# Confusion on Uniform Integrability of Random Variables

We have the definition that a random process, $$X_n$$, is (1st power) uniformly integrable if

$$\lim_{M\to\infty}\sup_n\mathbb{E}(|X_n| ; |X_n|\geq M)=0$$.

My question is whether the following four statements are true and (intuitively) why this is or isn't the case:

1. "$$|X_n|$$ is bounded for all $$n$$ $$\implies$$ $$X_n$$ is 1st power uniformly integrable."

My guess: it's true since if it's bounded there must exist some $$M\in \mathbb{R}$$ such that $$M>|X_n|$$, and so $$\lim_{M\to \infty}\mathbb{I}\{|X_n|\geq M\}=0$$

1. "$$|X_n| < \infty$$ $$\implies$$ $$X_n$$ is 1st power uniformly integrable."

My guess: intuitively to me it feels like this should be true by similar reasoning to (1); if $$|X_n|$$ is finite then as $$M\to \infty$$ we get $$\mathbb{I}\{|X_n|\geq M\}=0$$? And hence $$\lim_{M\to\infty}\sup_n\mathbb{E}(|X_n| ; |X_n|\geq M)=0$$? I think I'm wrong, however.

1. "$$\mathbb{E}|X_n| < \infty$$ $$\implies$$ $$X_n$$ is 1st power uniformly integrable."

My guess: I think this is wrong because $$\mathbb{E}|X_n| < \infty$$ doesn't imply that $$|X_n|$$ is finite and so $$\lim_{M\to \infty}\mathbb{I}\{|X_n|\geq M\}$$ is not necessarily $$0$$?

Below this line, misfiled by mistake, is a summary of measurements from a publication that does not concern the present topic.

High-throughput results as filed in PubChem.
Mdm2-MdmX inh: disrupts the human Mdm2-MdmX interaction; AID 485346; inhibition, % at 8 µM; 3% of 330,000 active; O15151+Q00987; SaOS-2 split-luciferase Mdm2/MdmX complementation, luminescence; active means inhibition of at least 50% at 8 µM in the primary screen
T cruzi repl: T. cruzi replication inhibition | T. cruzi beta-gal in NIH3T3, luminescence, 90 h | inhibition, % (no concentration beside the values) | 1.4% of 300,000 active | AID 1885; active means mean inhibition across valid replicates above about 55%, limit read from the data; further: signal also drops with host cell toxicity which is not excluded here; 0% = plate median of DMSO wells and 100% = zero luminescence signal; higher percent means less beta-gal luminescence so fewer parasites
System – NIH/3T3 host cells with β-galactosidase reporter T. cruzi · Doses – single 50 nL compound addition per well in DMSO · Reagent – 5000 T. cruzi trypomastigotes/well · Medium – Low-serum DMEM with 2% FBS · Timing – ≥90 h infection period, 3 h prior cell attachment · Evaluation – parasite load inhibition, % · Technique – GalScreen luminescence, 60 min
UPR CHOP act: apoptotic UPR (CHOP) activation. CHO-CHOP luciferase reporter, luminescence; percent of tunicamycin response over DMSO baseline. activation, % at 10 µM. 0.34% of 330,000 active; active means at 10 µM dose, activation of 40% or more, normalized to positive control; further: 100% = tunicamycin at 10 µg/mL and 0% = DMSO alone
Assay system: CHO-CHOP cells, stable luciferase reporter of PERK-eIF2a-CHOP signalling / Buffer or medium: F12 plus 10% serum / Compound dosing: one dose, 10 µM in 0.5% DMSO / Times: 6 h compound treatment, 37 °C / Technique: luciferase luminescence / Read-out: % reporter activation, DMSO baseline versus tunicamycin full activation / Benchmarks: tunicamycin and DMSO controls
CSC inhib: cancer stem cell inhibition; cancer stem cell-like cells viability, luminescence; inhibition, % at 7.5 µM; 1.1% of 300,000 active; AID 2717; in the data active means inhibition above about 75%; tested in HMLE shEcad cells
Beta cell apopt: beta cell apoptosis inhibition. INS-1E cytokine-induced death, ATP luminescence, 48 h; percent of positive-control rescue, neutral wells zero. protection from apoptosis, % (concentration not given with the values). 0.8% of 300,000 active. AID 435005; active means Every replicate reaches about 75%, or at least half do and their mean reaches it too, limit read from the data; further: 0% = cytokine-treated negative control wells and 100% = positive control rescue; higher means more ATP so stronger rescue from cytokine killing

1. "If $$\forall \epsilon>0, \exists\delta>0$$ such that $$\mathbb{P}(|X_n|\geq M)<\delta$$ implies $$\mathbb{E}(|X_n| ; |X_n|\geq M)<\epsilon$$ $$\implies$$ $$X_n$$ is 1st power uniformly integrable."

My guess: I think this is not true since I think that this doesn't necessarily mean that we can find $$\delta$$ such that $$\sup_n\mathbb{E}(|X_n| ; |X_n|\geq M)<\epsilon$$? My question would also be - if we add in either the condition that $$\mathbb{E}|X_n|<\infty$$ or that $$|X_n|<\infty$$ then does this imply uniform integrability?

1. It depends actually whether the bound is allowed to depend on $$n$$ or not. If $$\sup_{n\geqslant 1}\lvert X_n\rvert$$ is finite, then your arguement works. But if we only assume that $$\lvert X_n(\omega)\rvert\leqslant c_n$$ for almost every $$\omega$$, uniform integrability may fail: consider $$X_n(\omega)=n$$ if $$0<\omega<1/n$$ and $$0$$ otherwise on $$(0,1)$$ endowed with Lebesgue measure.

2. and 3. are covered by the previous counterexample.

For 4., the thing is that there are probability spaces such that $$\mathbb P(A)$$ is either $$0$$ or bigger than some $$\delta_0$$, like $$\{a,b\}$$ with $$\mathbb P(\{a\})=\mathbb P(\{b\})=1/2$$. In this case, the implication will be always satisfied with $$\delta<1/2$$, because the only way to have $$\mathbb{P}(|X_n|\geq M)<\delta$$ is that $$\{|X_n|\geq M\}$$ is empty. Hence a non-uniformly integrable sequence can also satisfy the implication.